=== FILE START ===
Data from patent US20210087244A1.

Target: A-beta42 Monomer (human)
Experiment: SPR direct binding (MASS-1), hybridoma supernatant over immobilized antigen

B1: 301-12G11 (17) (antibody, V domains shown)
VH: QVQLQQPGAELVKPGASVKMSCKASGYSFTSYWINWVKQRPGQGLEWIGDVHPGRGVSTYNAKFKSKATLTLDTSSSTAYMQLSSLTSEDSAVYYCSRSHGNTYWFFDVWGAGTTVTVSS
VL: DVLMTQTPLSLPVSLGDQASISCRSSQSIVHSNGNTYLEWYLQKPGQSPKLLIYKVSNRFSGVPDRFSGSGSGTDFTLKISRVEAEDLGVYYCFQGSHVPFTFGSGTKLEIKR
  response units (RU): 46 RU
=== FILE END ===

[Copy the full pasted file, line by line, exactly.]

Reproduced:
Data from patent US20210087244A1.

Target: A-beta42 Monomer (human)
Experiment: SPR direct binding (MASS-1), hybridoma supernatant over immobilized antigen

B1: 301-12G11 (17) (antibody, V domains shown)
VH: QVQLQQPGAELVKPGASVKMSCKASGYSFTSYWINWVKQRPGQGLEWIGDVHPGRGVSTYNAKFKSKATLTLDTSSSTAYMQLSSLTSEDSAVYYCSRSHGNTYWFFDVWGAGTTVTVSS
VL: DVLMTQTPLSLPVSLGDQASISCRSSQSIVHSNGNTYLEWYLQKPGQSPKLLIYKVSNRFSGVPDRFSGSGSGTDFTLKISRVEAEDLGVYYCFQGSHVPFTFGSGTKLEIKR
  response units (RU): 46 RU